Providing feedback to all job applicants (not just the successful ones) is critical in any industry.
Looking at it from a different perspective, it’s also a good branding move. Because you can be sure that providing an honest experience to everyone who contacts your firm will have a good impact on your employer reputation.
In fact, when candidates are solicited for feedback, their inclination to get acquainted with your brand in the future, even if they weren’t hired, increases by 33 percent.
Despite the facts, only 34% of US businesses actually ask candidates for comments.
There is clearly an opportunity for improvement.
In this RisePath blog, we’ll reveal the main rules to follow as well as clear examples of how to give feedback that candidates will like; in this definitive guide on giving feedback to unsuccessful candidates.
The dreaded ‘didn’t get the job’ email
If you’ve arrived here, you’re probably wondering if you have to provide feedback following an interview.
No, is the quick response.
A corporation has no legal need to provide comments to an unsuccessful job candidate. However, we believe there is a major moral component.
5 easy criteria for providing excellent applicant feedback
Rule #1: First and foremost, keep the ‘didn’t get the job’ email genuine.
Whether we like it or not, lying is ingrained in our culture. It allows us to avoid dinner dates, housework, and lunch with our in-laws. However, we should never do it when interviewing prospects (and, to be honest, we probably shouldn’t do it with our in-laws either).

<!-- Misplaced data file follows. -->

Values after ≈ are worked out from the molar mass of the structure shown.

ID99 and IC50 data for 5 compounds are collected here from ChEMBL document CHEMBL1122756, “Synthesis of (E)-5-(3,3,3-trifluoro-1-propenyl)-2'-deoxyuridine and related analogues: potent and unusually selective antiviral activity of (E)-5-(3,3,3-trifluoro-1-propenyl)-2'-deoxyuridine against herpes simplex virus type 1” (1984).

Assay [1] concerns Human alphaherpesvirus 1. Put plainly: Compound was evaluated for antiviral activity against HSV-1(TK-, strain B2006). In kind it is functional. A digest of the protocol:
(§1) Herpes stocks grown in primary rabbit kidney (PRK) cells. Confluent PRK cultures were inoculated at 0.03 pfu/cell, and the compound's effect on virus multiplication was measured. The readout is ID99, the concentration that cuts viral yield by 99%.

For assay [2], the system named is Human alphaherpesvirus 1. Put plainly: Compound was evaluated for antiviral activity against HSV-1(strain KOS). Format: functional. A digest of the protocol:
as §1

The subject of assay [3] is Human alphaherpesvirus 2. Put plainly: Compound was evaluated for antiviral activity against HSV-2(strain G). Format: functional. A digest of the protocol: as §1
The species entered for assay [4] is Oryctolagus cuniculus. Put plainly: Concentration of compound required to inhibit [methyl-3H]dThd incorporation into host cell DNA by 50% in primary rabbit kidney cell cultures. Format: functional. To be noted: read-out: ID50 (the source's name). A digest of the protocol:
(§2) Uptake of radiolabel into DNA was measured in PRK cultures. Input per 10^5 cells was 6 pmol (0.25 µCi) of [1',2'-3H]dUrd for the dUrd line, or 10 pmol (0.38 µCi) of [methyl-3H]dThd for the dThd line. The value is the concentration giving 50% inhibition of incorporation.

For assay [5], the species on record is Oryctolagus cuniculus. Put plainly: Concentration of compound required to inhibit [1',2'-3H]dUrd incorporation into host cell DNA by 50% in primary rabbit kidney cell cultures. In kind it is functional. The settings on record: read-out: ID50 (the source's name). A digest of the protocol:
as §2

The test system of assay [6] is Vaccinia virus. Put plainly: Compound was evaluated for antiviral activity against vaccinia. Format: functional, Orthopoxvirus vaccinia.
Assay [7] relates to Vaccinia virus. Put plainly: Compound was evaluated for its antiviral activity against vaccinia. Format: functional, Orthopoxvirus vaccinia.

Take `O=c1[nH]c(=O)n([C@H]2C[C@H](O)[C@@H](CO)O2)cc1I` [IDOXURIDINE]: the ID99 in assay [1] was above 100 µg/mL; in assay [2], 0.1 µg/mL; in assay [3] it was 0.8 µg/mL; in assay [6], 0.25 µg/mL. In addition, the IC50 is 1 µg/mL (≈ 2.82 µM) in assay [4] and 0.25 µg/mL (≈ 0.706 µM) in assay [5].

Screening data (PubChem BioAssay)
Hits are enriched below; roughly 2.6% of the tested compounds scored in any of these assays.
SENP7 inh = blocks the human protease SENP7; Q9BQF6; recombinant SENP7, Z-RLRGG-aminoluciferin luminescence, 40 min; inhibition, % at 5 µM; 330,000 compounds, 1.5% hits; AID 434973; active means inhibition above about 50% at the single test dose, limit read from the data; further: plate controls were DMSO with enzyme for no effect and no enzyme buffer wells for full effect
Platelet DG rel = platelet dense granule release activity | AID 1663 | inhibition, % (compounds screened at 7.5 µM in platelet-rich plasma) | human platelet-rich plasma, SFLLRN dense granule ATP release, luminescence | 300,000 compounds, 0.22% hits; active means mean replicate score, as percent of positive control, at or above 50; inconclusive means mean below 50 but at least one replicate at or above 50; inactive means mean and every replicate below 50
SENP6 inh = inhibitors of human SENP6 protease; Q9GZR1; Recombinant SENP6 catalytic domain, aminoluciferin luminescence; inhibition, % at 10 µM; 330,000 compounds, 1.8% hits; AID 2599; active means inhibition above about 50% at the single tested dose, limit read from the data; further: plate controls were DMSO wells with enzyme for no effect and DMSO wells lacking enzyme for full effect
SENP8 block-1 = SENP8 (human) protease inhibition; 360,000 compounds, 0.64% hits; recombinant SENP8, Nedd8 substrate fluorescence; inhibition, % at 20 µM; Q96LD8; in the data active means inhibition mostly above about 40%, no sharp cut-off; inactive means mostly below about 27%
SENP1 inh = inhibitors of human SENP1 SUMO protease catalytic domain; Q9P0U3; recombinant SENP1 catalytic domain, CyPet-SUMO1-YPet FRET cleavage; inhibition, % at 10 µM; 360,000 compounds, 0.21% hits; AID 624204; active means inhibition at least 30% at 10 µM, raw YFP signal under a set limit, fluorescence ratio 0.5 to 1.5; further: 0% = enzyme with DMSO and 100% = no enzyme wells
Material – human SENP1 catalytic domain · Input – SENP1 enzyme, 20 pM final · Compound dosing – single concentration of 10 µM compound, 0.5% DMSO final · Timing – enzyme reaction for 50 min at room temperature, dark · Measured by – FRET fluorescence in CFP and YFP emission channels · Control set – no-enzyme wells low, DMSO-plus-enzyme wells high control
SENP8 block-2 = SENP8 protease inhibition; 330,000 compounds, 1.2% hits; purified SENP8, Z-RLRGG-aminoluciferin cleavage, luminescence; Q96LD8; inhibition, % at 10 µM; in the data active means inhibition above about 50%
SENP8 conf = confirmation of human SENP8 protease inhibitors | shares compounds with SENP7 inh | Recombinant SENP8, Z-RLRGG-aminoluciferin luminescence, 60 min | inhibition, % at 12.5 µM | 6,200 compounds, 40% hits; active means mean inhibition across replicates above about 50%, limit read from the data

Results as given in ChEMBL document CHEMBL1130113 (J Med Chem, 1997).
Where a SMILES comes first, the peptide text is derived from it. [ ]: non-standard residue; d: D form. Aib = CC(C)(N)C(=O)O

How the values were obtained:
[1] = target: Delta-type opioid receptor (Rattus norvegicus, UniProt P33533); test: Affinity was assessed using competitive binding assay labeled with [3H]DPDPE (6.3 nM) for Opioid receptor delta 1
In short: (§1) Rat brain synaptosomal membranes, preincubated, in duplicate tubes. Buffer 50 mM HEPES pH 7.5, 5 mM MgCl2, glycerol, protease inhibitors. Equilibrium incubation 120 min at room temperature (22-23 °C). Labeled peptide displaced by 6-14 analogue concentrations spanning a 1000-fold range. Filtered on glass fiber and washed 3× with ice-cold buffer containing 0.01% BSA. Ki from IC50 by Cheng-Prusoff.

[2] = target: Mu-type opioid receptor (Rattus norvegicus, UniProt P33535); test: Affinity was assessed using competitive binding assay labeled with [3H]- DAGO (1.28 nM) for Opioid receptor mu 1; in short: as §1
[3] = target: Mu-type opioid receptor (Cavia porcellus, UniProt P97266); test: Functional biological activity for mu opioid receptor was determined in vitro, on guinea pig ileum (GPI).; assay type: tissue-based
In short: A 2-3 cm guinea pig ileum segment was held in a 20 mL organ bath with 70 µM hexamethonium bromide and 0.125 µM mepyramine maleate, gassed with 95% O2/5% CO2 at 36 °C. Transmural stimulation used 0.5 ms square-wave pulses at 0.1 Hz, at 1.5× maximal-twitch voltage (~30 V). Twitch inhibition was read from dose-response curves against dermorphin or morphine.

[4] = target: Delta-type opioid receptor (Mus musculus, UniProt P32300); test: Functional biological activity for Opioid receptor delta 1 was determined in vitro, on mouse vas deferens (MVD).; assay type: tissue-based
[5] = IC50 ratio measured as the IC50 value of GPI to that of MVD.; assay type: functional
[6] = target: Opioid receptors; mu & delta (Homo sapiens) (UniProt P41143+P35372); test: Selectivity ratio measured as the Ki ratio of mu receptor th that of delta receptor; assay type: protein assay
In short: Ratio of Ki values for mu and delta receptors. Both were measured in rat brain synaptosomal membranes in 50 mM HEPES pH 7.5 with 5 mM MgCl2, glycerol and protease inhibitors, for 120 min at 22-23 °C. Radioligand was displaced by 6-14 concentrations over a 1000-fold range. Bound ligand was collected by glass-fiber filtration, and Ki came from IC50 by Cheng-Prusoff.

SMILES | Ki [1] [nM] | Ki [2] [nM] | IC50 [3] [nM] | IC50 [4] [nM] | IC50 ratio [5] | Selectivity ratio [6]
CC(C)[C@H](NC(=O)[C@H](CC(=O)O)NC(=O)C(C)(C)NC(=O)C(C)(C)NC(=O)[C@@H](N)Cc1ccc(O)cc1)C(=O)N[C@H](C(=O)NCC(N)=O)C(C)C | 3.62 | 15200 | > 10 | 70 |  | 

Here’s how to give honest interview comments that prospects would appreciate:
- When you’re in a frantic and in an, ‘I’m-so-busy’ state of mind, don’t give feedback.
- Check your motives and make sure you’re providing input with the aim of assisting the candidate in their job quest. The candidates will remember the most sincere comments.
- Keep it as useful as possible so that you’re truly helping them prepare for their next interview.
Rule #2: Make bad interview comments as personal as possible.
If you’re like the majority of individuals, you despise confrontation.
Of course, disappointing someone over the phone is difficult, but if you keep your calm, you’ll be OK. Remember, applicants have invested a lot of time learning about you and your company; the very least you can do is provide them with a great experience from start to finish.
Rule #3: Maintain empathy.
One of the most useful things you can do as a recruiter is to take a moment and put yourself in the shoes of the candidate. Ask yourself these questions – “What am I thinking about? “How would I like to be treated during the hiring process?”
Here’s how to maintain empathy with each candidate:
- Keep in mind that some candidates have been in the game for a long time and this isn’t their first rejection, so be kind.
- Mention both the candidate’s qualities and ‘weaknesses’ in a balanced manner.
- Do away with the sandwich approach. It’s OK to end on a positive note, but it’s human nature for people to focus on the ‘bad’ or ‘constructive’ aspects of the feedback. Take the time to give it tastefully because that’s where the good, practical feedback often resides.